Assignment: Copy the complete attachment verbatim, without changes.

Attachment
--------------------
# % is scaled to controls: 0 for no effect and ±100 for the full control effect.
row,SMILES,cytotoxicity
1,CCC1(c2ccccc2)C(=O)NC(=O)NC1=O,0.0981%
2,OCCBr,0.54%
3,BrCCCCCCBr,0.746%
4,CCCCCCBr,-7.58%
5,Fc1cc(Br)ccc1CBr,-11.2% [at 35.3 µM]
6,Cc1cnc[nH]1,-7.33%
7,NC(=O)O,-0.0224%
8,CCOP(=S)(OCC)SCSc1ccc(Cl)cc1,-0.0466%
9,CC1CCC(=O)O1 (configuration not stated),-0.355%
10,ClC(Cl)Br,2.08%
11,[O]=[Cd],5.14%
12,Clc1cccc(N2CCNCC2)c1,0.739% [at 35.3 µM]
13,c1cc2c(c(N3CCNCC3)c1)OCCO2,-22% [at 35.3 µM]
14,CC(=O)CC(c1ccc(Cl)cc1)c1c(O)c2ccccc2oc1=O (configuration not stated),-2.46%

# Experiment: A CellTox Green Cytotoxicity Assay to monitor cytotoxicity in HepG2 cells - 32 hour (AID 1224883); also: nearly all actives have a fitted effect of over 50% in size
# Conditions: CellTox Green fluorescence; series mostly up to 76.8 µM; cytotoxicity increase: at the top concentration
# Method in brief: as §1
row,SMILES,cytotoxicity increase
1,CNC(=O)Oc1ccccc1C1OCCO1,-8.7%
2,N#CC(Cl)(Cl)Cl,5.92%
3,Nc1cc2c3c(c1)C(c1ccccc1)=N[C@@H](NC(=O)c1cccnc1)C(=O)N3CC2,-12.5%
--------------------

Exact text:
# % is scaled to controls: 0 for no effect and ±100 for the full control effect.
row,SMILES,cytotoxicity
1,CCC1(c2ccccc2)C(=O)NC(=O)NC1=O,0.0981%
2,OCCBr,0.54%
3,BrCCCCCCBr,0.746%
4,CCCCCCBr,-7.58%
5,Fc1cc(Br)ccc1CBr,-11.2% [at 35.3 µM]
6,Cc1cnc[nH]1,-7.33%
7,NC(=O)O,-0.0224%
8,CCOP(=S)(OCC)SCSc1ccc(Cl)cc1,-0.0466%
9,CC1CCC(=O)O1 (configuration not stated),-0.355%
10,ClC(Cl)Br,2.08%
11,[O]=[Cd],5.14%
12,Clc1cccc(N2CCNCC2)c1,0.739% [at 35.3 µM]
13,c1cc2c(c(N3CCNCC3)c1)OCCO2,-22% [at 35.3 µM]
14,CC(=O)CC(c1ccc(Cl)cc1)c1c(O)c2ccccc2oc1=O (configuration not stated),-2.46%

# Experiment: A CellTox Green Cytotoxicity Assay to monitor cytotoxicity in HepG2 cells - 32 hour (AID 1224883); also: nearly all actives have a fitted effect of over 50% in size
# Conditions: CellTox Green fluorescence; series mostly up to 76.8 µM; cytotoxicity increase: at the top concentration
# Method in brief: as §1
row,SMILES,cytotoxicity increase
1,CNC(=O)Oc1ccccc1C1OCCO1,-8.7%
2,N#CC(Cl)(Cl)Cl,5.92%
3,Nc1cc2c3c(c1)C(c1ccccc1)=N[C@@H](NC(=O)c1cccnc1)C(=O)N3CC2,-12.5%